Recipe: Tamil Tofu with Raisins

This recipe comes from a co-worker in Saudi Arabia, who grew up in Sri Lanka.  It is rich with spices in a combination we don't often use for American cooking.  It is quick to make and the ingredients are cheap (less than $10, depending on local prices and how you purchase and stock your spices).  Our family makes a deliberate effort to limit the animal products in our diet, and this a favorite meal in the weekly rotation.  The recipe as given here is vegan, although you could substitute chicken or lamb for the tofu, if you are so inclined.  

Tamil Tofu with Raisins

1 package of tofu, extra firm or pressed at home
1 medium red onion, roughly diced
3 cloves of garlic, peeled and minced
3/4 cup raisins, plumped in warm water
1 T ground cumin seed
1 T ground coriander seed
1 T "Ceylon" or Sri Lankan cinnamon
1/2 t ground cayenne
about 1 T of vegetable oil (peanut, sesame, or your favorite)
6 oz coconut milk, fresh or canned
soy sauce

To press the tofu at home, remove and drain the block, wrap it in cheesecloth, place it in a dinner plate, and weigh it down with a cast iron skillet or stack of plates.  Periodically drain off the extracted liquid.  This should take about an hour, depending on the moisture content in the tofu.  Prepare the tofu by cutting it into 1/2" cubes and sprinkling about 1 T of soy sauce over it.  

Pressed tofu.

Prepare the raisins in a separate container by covering them with warm water for at least 30 minutes.  Drain off and discard the water.  

Prepare the spice mixture by adding all four spices, the onion, and the garlic to a dry Dutch oven.  I usually don't measure the spices exactly, but use a large soup spoon to measure equal amounts of cumin, coriander, and cinnamon.  And lately, I have been adjusting the amount of cayenne down, because my toddler enjoys this meal and he is still getting used to eating foods with a lot of heat.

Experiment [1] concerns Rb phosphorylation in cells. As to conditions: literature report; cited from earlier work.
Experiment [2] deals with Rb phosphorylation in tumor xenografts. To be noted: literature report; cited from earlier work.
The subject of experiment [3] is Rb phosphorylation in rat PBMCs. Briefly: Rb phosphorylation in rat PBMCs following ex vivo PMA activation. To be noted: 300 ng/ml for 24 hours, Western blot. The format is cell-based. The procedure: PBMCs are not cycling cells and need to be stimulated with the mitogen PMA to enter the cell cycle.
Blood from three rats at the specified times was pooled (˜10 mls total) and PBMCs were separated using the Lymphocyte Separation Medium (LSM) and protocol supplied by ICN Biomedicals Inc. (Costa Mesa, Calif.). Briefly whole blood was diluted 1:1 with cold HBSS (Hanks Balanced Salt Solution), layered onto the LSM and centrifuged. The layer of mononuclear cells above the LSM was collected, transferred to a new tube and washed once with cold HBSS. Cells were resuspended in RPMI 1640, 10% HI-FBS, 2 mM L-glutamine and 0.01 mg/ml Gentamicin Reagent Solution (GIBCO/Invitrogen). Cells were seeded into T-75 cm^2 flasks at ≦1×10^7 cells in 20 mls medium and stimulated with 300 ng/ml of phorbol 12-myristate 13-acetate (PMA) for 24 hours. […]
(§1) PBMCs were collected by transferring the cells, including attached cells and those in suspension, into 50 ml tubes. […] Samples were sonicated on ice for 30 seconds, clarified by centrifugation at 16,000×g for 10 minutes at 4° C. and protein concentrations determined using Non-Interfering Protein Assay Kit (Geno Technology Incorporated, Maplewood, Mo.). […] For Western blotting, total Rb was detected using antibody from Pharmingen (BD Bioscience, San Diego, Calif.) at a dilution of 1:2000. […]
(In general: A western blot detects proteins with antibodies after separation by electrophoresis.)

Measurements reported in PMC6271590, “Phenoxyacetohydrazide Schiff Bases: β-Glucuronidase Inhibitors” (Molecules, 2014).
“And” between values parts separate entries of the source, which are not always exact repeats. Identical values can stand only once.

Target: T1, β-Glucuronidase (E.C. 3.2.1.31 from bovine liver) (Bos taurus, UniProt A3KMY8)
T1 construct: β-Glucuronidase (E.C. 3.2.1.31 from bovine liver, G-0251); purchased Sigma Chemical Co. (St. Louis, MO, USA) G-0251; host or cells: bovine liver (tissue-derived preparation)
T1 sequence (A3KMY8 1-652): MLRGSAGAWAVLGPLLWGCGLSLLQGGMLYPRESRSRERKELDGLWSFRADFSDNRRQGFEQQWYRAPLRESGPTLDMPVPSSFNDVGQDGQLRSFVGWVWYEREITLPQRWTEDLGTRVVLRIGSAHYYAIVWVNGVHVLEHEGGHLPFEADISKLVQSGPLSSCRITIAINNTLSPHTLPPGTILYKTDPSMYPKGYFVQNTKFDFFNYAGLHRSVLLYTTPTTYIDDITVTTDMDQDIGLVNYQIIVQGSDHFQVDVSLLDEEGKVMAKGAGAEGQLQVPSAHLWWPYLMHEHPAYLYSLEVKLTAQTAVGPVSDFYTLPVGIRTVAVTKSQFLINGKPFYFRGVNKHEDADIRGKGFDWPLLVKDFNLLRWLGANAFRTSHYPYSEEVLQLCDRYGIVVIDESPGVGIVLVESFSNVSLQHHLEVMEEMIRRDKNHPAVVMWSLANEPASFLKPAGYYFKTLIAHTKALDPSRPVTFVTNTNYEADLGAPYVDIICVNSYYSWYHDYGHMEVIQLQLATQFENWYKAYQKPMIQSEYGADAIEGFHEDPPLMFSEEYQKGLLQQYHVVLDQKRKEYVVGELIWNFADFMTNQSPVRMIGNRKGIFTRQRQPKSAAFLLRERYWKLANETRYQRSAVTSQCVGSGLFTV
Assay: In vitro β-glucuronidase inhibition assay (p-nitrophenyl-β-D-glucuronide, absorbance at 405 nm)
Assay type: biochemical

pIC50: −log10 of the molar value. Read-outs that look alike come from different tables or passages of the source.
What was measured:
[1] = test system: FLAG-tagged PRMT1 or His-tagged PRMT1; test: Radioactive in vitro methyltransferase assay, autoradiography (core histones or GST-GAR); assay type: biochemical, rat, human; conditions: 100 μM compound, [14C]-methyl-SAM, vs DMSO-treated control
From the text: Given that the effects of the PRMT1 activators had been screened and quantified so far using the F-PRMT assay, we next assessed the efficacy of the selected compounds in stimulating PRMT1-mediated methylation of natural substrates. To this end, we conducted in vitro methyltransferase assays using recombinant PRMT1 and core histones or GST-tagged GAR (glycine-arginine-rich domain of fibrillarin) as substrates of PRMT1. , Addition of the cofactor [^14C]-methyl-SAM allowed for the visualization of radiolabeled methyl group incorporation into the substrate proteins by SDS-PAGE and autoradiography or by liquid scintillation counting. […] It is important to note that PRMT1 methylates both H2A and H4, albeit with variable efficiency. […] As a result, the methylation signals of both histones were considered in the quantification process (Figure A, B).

Ready to dry fry the spices and aromatics.

It's also worth mentioning that, although many recipes say "one teaspoon" of this or that spice, the quality and intensity of spices in markets can vary greatly.  Some bottled spices have been treated or processed with heat, which kills flavor, and they sit and age on grocery store shelves.  If you don't have access to a specialty shop or market, the next best thing is usually an Asian market or the bulk bins at a place like Whole Foods.  It can sometimes be economical to buy better spices in the exact quantity you need, and use less in recipes.    

Okay, with that said, stir and toss the spice mixture over medium heat until toasted and sticky, and the cooking surface is just beginning to smoke.  Add the vegetable oil and stir to coat the onions. 

After adding the vegetable oil.

After the onions begin to soften, add the coconut milk and soy sauce to taste to deglaze the pan.  And just a quick word about coconut milk (are you liking these digressions?) should try different types and decide what you like and what fits your budget.  We have found great "fresh" coconut milk in the refrigerated section of a local Asian market.  But I also love the price and fat content of the canned store brand from our local organic grocer, Earth Fare.  It is from cultivated coconut groves in Hawaii, so no issues with orang utan habitat.  I like that.  

Okay, turn the heat down to low and fold in the raisins and tofu.  Simmer 20-30 minutes covered, then serve over rice.   


With the tofu added.

I like to use sticky rice with this dish, because it holds up better under the thick coconut milk sauce, and it's easier for my son to pick up.  To get perfectly sticky rice, choose a shorter grain or "glutinous" type like arborio or Japanese rice and cook it either in a rice cooker or in a flat-bottomed pot with a tight fitting lid.  No peeking!